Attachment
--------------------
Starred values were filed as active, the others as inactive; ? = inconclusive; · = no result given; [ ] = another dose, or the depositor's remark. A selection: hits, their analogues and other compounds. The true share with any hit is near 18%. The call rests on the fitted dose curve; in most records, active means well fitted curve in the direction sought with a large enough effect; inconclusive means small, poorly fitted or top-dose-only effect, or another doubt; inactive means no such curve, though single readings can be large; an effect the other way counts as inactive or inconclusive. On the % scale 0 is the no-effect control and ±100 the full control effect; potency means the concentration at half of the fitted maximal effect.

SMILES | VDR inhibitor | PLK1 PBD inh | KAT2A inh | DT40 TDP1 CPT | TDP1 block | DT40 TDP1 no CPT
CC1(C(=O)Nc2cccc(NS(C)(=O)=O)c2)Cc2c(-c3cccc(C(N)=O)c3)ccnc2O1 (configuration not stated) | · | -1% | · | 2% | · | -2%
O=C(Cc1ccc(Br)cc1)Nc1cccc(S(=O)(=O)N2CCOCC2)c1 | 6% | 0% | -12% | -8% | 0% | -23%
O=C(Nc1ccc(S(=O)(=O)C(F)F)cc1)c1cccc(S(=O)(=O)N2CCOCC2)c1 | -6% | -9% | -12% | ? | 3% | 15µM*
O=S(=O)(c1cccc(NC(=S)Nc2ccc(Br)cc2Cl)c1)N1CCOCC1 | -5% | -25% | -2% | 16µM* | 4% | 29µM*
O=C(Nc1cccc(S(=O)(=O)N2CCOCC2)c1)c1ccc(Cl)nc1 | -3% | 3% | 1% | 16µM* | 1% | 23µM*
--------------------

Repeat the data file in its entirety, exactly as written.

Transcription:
Starred values were filed as active, the others as inactive; ? = inconclusive; · = no result given; [ ] = another dose, or the depositor's remark. A selection: hits, their analogues and other compounds. The true share with any hit is near 18%. The call rests on the fitted dose curve; in most records, active means well fitted curve in the direction sought with a large enough effect; inconclusive means small, poorly fitted or top-dose-only effect, or another doubt; inactive means no such curve, though single readings can be large; an effect the other way counts as inactive or inconclusive. On the % scale 0 is the no-effect control and ±100 the full control effect; potency means the concentration at half of the fitted maximal effect.

SMILES | VDR inhibitor | PLK1 PBD inh | KAT2A inh | DT40 TDP1 CPT | TDP1 block | DT40 TDP1 no CPT
CC1(C(=O)Nc2cccc(NS(C)(=O)=O)c2)Cc2c(-c3cccc(C(N)=O)c3)ccnc2O1 (configuration not stated) | · | -1% | · | 2% | · | -2%
O=C(Cc1ccc(Br)cc1)Nc1cccc(S(=O)(=O)N2CCOCC2)c1 | 6% | 0% | -12% | -8% | 0% | -23%
O=C(Nc1ccc(S(=O)(=O)C(F)F)cc1)c1cccc(S(=O)(=O)N2CCOCC2)c1 | -6% | -9% | -12% | ? | 3% | 15µM*
O=S(=O)(c1cccc(NC(=S)Nc2ccc(Br)cc2Cl)c1)N1CCOCC1 | -5% | -25% | -2% | 16µM* | 4% | 29µM*
O=C(Nc1cccc(S(=O)(=O)N2CCOCC2)c1)c1ccc(Cl)nc1 | -3% | 3% | 1% | 16µM* | 1% | 23µM*